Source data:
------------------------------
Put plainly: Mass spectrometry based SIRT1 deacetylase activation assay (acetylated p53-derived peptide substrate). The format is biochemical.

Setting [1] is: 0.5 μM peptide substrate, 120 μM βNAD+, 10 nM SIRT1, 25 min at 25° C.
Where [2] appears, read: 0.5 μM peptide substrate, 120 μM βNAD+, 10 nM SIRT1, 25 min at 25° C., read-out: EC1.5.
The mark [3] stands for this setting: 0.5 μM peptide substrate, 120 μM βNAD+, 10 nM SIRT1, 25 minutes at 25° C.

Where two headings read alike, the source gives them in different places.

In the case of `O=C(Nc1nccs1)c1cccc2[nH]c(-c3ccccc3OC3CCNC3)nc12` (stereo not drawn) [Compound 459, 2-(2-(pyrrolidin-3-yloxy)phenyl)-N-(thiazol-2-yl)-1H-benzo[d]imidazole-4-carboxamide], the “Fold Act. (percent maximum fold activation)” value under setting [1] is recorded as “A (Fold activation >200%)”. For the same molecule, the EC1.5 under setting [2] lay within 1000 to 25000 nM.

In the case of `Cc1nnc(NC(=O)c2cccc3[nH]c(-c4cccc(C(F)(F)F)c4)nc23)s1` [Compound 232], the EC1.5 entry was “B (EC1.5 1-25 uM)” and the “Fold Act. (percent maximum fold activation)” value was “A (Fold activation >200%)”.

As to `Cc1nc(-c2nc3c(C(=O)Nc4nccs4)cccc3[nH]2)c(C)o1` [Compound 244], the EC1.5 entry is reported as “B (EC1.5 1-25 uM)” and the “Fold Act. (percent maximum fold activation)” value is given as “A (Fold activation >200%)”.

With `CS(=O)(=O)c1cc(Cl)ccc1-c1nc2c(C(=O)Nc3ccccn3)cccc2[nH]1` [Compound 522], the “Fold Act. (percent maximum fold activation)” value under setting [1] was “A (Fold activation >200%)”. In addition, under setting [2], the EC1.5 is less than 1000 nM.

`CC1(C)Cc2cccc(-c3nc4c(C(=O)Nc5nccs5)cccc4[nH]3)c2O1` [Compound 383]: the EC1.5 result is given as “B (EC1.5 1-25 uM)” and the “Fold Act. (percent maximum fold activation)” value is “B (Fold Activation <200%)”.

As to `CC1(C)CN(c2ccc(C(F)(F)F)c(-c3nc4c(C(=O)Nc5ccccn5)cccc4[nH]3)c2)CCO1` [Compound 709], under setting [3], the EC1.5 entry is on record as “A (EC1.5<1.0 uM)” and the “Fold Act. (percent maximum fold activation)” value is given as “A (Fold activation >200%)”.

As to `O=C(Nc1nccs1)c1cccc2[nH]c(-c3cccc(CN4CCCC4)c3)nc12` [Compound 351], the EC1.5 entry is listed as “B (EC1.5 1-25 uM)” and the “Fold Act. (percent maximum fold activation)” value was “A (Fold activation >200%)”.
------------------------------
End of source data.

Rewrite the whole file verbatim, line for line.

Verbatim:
Put plainly: Mass spectrometry based SIRT1 deacetylase activation assay (acetylated p53-derived peptide substrate). The format is biochemical.

Setting [1] is: 0.5 μM peptide substrate, 120 μM βNAD+, 10 nM SIRT1, 25 min at 25° C.
Where [2] appears, read: 0.5 μM peptide substrate, 120 μM βNAD+, 10 nM SIRT1, 25 min at 25° C., read-out: EC1.5.
The mark [3] stands for this setting: 0.5 μM peptide substrate, 120 μM βNAD+, 10 nM SIRT1, 25 minutes at 25° C.

Where two headings read alike, the source gives them in different places.

In the case of `O=C(Nc1nccs1)c1cccc2[nH]c(-c3ccccc3OC3CCNC3)nc12` (stereo not drawn) [Compound 459, 2-(2-(pyrrolidin-3-yloxy)phenyl)-N-(thiazol-2-yl)-1H-benzo[d]imidazole-4-carboxamide], the “Fold Act. (percent maximum fold activation)” value under setting [1] is recorded as “A (Fold activation >200%)”. For the same molecule, the EC1.5 under setting [2] lay within 1000 to 25000 nM.

In the case of `Cc1nnc(NC(=O)c2cccc3[nH]c(-c4cccc(C(F)(F)F)c4)nc23)s1` [Compound 232], the EC1.5 entry was “B (EC1.5 1-25 uM)” and the “Fold Act. (percent maximum fold activation)” value was “A (Fold activation >200%)”.

As to `Cc1nc(-c2nc3c(C(=O)Nc4nccs4)cccc3[nH]2)c(C)o1` [Compound 244], the EC1.5 entry is reported as “B (EC1.5 1-25 uM)” and the “Fold Act. (percent maximum fold activation)” value is given as “A (Fold activation >200%)”.

With `CS(=O)(=O)c1cc(Cl)ccc1-c1nc2c(C(=O)Nc3ccccn3)cccc2[nH]1` [Compound 522], the “Fold Act. (percent maximum fold activation)” value under setting [1] was “A (Fold activation >200%)”. In addition, under setting [2], the EC1.5 is less than 1000 nM.

`CC1(C)Cc2cccc(-c3nc4c(C(=O)Nc5nccs5)cccc4[nH]3)c2O1` [Compound 383]: the EC1.5 result is given as “B (EC1.5 1-25 uM)” and the “Fold Act. (percent maximum fold activation)” value is “B (Fold Activation <200%)”.

As to `CC1(C)CN(c2ccc(C(F)(F)F)c(-c3nc4c(C(=O)Nc5ccccn5)cccc4[nH]3)c2)CCO1` [Compound 709], under setting [3], the EC1.5 entry is on record as “A (EC1.5<1.0 uM)” and the “Fold Act. (percent maximum fold activation)” value is given as “A (Fold activation >200%)”.

As to `O=C(Nc1nccs1)c1cccc2[nH]c(-c3cccc(CN4CCCC4)c3)nc12` [Compound 351], the EC1.5 entry is listed as “B (EC1.5 1-25 uM)” and the “Fold Act. (percent maximum fold activation)” value was “A (Fold activation >200%)”.